The City of West Hollywood is the recipient of $300,000 in Measure H funding for a study of city-owned and alternative sites for bridge and permanent housing.
That is part of an award of more than $3.8 million announced by the Los Angeles County Homeless Initiative and the United Way of Greater Los Angeles to bolster the work of cities in implementing city-specific plans to deal with and prevent homelessness.
An announcement from the office of L.A. County Supervisor Sheila Kuehl, whose third district includes West Hollywood, said the “awards are intended to fund a variety of homeless reduction strategies such as modular housing, ADUs (“granny flats”), property acquisition for interim and permanent housing, and staff to provide services to men and women experiencing homelessness.
Applicants not funded at this time will have an opportunity to resubmit proposals based on specific guidance and with the support of the County Homeless Initiative and United Way.
A list of all submissions and awards can be seen online.
“I am extremely proud of the work of the cities of West Hollywood and Malibu,” said Supervisor Sheila Kuehl (Malibu received $76,660.) “Today’s announcements show that we are prepared to put our money where our mouth is. Only the active collaboration of county and cities will ensure that all residents of Los Angeles County have a roof over their heads.”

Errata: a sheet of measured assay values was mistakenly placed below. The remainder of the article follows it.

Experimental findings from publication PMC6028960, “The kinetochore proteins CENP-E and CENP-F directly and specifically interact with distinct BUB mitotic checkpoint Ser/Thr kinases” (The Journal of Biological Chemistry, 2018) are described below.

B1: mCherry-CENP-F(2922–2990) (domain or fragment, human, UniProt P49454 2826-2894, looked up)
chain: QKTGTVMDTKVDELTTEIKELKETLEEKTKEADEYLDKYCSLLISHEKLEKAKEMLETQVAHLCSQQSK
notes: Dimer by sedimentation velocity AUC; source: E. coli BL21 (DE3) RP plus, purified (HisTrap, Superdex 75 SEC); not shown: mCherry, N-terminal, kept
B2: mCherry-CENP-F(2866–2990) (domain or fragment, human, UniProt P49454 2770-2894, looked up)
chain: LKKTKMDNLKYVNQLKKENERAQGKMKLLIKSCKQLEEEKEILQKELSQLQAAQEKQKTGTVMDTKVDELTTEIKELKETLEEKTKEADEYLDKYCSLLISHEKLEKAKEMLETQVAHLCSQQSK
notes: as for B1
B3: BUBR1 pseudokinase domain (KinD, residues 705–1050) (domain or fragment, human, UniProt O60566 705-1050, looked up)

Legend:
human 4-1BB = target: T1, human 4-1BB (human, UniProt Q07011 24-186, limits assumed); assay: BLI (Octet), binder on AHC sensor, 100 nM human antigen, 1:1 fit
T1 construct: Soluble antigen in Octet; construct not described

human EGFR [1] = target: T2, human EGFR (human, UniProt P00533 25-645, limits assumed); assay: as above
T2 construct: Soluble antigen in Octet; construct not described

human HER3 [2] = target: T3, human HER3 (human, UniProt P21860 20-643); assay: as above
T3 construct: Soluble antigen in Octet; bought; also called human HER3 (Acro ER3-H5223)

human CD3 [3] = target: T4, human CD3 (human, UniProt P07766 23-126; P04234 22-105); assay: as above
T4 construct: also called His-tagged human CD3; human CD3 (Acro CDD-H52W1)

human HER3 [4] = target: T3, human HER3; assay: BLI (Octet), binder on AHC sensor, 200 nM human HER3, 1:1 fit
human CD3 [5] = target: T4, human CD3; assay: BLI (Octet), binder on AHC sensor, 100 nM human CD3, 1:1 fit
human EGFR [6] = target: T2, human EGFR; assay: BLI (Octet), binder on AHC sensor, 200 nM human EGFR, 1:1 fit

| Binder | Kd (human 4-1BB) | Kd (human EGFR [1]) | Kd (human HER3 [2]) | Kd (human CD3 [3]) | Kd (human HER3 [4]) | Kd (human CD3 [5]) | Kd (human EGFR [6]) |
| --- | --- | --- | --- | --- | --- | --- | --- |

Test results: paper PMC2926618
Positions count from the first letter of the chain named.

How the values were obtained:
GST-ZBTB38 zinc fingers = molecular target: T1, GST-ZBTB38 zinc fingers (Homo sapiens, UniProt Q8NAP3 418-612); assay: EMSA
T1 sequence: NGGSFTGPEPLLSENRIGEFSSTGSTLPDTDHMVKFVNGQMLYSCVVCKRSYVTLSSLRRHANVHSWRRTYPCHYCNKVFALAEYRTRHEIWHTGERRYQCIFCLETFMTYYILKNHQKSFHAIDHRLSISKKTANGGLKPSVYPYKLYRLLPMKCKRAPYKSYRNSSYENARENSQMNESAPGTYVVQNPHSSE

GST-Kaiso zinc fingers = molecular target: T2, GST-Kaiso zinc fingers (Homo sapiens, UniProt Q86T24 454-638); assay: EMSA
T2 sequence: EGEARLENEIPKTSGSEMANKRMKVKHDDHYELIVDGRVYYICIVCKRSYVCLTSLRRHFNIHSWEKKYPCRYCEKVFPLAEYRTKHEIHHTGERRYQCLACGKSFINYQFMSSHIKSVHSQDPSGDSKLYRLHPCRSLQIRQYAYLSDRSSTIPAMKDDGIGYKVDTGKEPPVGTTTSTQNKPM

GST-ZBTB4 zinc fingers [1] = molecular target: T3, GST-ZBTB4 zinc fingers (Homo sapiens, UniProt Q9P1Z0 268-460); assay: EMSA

As of November 2018, the county’s expanded homelessness efforts, including outreach, emergency shelter, rapid rehousing, supportive housing, and benefits advocacy for homeless disabled adults, have resulted in thousands of people receiving help. A total of 9,635 homeless families and individuals have been placed in permanent housing. During the same 15-month time period, 18,714 people entered crisis, bridge and interim housing.
The LA County Homeless Initiative, created by the L.A. County Board of Supervisors, is charged with combating and preventing homelessness throughout the county. The Chief Executive Office/County Homeless Initiative provides oversight and hands-on guidance to deploy the funds from Measure H, which raised the county sales tax by .5% to provide services and programs to help the homeless.